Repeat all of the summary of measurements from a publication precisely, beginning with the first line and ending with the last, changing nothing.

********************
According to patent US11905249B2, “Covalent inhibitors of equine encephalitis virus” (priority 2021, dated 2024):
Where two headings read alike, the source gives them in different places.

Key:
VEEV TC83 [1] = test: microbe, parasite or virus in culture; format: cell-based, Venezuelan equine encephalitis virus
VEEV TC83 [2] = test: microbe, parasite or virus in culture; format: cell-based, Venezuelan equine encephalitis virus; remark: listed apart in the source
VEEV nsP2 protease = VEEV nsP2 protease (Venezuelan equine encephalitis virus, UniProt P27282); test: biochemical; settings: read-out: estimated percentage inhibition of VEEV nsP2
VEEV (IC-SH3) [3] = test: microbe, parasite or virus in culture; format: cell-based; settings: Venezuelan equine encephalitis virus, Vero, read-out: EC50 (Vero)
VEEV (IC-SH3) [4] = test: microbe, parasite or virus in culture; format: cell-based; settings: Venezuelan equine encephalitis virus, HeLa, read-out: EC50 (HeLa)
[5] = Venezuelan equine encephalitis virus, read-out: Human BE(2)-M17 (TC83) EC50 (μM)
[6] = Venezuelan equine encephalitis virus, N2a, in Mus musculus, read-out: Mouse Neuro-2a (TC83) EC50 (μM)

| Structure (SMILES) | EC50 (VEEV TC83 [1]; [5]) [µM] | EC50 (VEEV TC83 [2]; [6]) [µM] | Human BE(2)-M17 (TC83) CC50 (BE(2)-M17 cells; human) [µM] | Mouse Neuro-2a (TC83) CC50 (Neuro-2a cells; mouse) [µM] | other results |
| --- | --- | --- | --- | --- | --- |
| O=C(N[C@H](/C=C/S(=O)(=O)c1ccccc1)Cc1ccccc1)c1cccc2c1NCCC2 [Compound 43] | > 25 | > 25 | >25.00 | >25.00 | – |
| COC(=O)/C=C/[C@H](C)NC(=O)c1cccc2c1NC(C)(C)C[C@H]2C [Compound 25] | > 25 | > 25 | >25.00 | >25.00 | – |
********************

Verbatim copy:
According to patent US11905249B2, “Covalent inhibitors of equine encephalitis virus” (priority 2021, dated 2024):
Where two headings read alike, the source gives them in different places.

Key:
VEEV TC83 [1] = test: microbe, parasite or virus in culture; format: cell-based, Venezuelan equine encephalitis virus
VEEV TC83 [2] = test: microbe, parasite or virus in culture; format: cell-based, Venezuelan equine encephalitis virus; remark: listed apart in the source
VEEV nsP2 protease = VEEV nsP2 protease (Venezuelan equine encephalitis virus, UniProt P27282); test: biochemical; settings: read-out: estimated percentage inhibition of VEEV nsP2
VEEV (IC-SH3) [3] = test: microbe, parasite or virus in culture; format: cell-based; settings: Venezuelan equine encephalitis virus, Vero, read-out: EC50 (Vero)
VEEV (IC-SH3) [4] = test: microbe, parasite or virus in culture; format: cell-based; settings: Venezuelan equine encephalitis virus, HeLa, read-out: EC50 (HeLa)
[5] = Venezuelan equine encephalitis virus, read-out: Human BE(2)-M17 (TC83) EC50 (μM)
[6] = Venezuelan equine encephalitis virus, N2a, in Mus musculus, read-out: Mouse Neuro-2a (TC83) EC50 (μM)

| Structure (SMILES) | EC50 (VEEV TC83 [1]; [5]) [µM] | EC50 (VEEV TC83 [2]; [6]) [µM] | Human BE(2)-M17 (TC83) CC50 (BE(2)-M17 cells; human) [µM] | Mouse Neuro-2a (TC83) CC50 (Neuro-2a cells; mouse) [µM] | other results |
| --- | --- | --- | --- | --- | --- |
| O=C(N[C@H](/C=C/S(=O)(=O)c1ccccc1)Cc1ccccc1)c1cccc2c1NCCC2 [Compound 43] | > 25 | > 25 | >25.00 | >25.00 | – |
| COC(=O)/C=C/[C@H](C)NC(=O)c1cccc2c1NC(C)(C)C[C@H]2C [Compound 25] | > 25 | > 25 | >25.00 | >25.00 | – |